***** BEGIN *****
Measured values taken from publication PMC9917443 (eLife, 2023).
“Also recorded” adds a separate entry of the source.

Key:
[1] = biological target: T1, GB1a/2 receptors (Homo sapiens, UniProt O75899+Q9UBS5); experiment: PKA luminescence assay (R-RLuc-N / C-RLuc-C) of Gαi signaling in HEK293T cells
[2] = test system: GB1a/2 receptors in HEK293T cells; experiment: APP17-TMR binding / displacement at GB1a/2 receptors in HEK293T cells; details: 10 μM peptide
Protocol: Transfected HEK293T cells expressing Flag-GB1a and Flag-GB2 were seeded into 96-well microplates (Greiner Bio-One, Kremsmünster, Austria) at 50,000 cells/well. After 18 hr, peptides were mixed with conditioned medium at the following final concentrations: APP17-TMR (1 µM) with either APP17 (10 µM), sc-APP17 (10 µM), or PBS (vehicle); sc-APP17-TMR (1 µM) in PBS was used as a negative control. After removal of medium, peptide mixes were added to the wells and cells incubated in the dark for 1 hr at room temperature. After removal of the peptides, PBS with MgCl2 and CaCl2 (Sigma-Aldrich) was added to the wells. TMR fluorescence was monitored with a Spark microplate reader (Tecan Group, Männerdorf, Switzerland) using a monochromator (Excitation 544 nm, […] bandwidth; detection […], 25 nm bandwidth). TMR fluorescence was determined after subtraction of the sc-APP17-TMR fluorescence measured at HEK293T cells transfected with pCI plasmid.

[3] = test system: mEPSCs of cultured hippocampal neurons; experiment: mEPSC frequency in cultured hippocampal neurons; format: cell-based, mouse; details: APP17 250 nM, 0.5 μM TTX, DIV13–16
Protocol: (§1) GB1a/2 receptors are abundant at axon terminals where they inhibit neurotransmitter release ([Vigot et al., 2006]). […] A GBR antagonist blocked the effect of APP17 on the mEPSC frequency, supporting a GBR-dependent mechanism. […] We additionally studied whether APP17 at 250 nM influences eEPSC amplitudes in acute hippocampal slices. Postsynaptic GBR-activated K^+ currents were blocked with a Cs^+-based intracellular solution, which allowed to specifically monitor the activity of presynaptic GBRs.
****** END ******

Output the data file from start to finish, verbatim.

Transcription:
Measured values taken from publication PMC9917443 (eLife, 2023).
“Also recorded” adds a separate entry of the source.

Key:
[1] = biological target: T1, GB1a/2 receptors (Homo sapiens, UniProt O75899+Q9UBS5); experiment: PKA luminescence assay (R-RLuc-N / C-RLuc-C) of Gαi signaling in HEK293T cells
[2] = test system: GB1a/2 receptors in HEK293T cells; experiment: APP17-TMR binding / displacement at GB1a/2 receptors in HEK293T cells; details: 10 μM peptide
Protocol: Transfected HEK293T cells expressing Flag-GB1a and Flag-GB2 were seeded into 96-well microplates (Greiner Bio-One, Kremsmünster, Austria) at 50,000 cells/well. After 18 hr, peptides were mixed with conditioned medium at the following final concentrations: APP17-TMR (1 µM) with either APP17 (10 µM), sc-APP17 (10 µM), or PBS (vehicle); sc-APP17-TMR (1 µM) in PBS was used as a negative control. After removal of medium, peptide mixes were added to the wells and cells incubated in the dark for 1 hr at room temperature. After removal of the peptides, PBS with MgCl2 and CaCl2 (Sigma-Aldrich) was added to the wells. TMR fluorescence was monitored with a Spark microplate reader (Tecan Group, Männerdorf, Switzerland) using a monochromator (Excitation 544 nm, […] bandwidth; detection […], 25 nm bandwidth). TMR fluorescence was determined after subtraction of the sc-APP17-TMR fluorescence measured at HEK293T cells transfected with pCI plasmid.

[3] = test system: mEPSCs of cultured hippocampal neurons; experiment: mEPSC frequency in cultured hippocampal neurons; format: cell-based, mouse; details: APP17 250 nM, 0.5 μM TTX, DIV13–16
Protocol: (§1) GB1a/2 receptors are abundant at axon terminals where they inhibit neurotransmitter release ([Vigot et al., 2006]). […] A GBR antagonist blocked the effect of APP17 on the mEPSC frequency, supporting a GBR-dependent mechanism. […] We additionally studied whether APP17 at 250 nM influences eEPSC amplitudes in acute hippocampal slices. Postsynaptic GBR-activated K^+ currents were blocked with a Cs^+-based intracellular solution, which allowed to specifically monitor the activity of presynaptic GBRs.